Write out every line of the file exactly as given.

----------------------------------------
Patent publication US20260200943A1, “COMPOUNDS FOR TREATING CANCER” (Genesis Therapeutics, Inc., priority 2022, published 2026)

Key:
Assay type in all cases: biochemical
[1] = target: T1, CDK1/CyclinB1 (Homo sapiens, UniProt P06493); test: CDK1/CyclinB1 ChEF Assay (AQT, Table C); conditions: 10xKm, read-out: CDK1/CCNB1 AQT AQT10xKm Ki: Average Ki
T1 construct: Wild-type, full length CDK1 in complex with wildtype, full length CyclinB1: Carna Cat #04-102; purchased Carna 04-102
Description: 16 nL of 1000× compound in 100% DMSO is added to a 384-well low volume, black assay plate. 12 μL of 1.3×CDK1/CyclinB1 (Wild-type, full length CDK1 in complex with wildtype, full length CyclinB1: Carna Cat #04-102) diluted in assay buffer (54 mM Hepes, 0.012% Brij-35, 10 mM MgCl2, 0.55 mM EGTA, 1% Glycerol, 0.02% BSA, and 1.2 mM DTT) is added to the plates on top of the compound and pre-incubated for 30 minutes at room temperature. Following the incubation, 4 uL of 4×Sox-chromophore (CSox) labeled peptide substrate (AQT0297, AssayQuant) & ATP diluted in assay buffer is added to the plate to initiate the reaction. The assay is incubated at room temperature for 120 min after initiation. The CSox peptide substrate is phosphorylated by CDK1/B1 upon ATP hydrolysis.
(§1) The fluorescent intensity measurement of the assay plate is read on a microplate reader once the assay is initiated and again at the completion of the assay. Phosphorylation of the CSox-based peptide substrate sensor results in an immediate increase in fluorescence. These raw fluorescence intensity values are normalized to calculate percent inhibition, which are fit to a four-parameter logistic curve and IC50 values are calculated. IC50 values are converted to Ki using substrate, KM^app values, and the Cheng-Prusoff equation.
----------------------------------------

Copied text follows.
Patent publication US20260200943A1, “COMPOUNDS FOR TREATING CANCER” (Genesis Therapeutics, Inc., priority 2022, published 2026)

Key:
Assay type in all cases: biochemical
[1] = target: T1, CDK1/CyclinB1 (Homo sapiens, UniProt P06493); test: CDK1/CyclinB1 ChEF Assay (AQT, Table C); conditions: 10xKm, read-out: CDK1/CCNB1 AQT AQT10xKm Ki: Average Ki
T1 construct: Wild-type, full length CDK1 in complex with wildtype, full length CyclinB1: Carna Cat #04-102; purchased Carna 04-102
Description: 16 nL of 1000× compound in 100% DMSO is added to a 384-well low volume, black assay plate. 12 μL of 1.3×CDK1/CyclinB1 (Wild-type, full length CDK1 in complex with wildtype, full length CyclinB1: Carna Cat #04-102) diluted in assay buffer (54 mM Hepes, 0.012% Brij-35, 10 mM MgCl2, 0.55 mM EGTA, 1% Glycerol, 0.02% BSA, and 1.2 mM DTT) is added to the plates on top of the compound and pre-incubated for 30 minutes at room temperature. Following the incubation, 4 uL of 4×Sox-chromophore (CSox) labeled peptide substrate (AQT0297, AssayQuant) & ATP diluted in assay buffer is added to the plate to initiate the reaction. The assay is incubated at room temperature for 120 min after initiation. The CSox peptide substrate is phosphorylated by CDK1/B1 upon ATP hydrolysis.
(§1) The fluorescent intensity measurement of the assay plate is read on a microplate reader once the assay is initiated and again at the completion of the assay. Phosphorylation of the CSox-based peptide substrate sensor results in an immediate increase in fluorescence. These raw fluorescence intensity values are normalized to calculate percent inhibition, which are fit to a four-parameter logistic curve and IC50 values are calculated. IC50 values are converted to Ki using substrate, KM^app values, and the Cheng-Prusoff equation.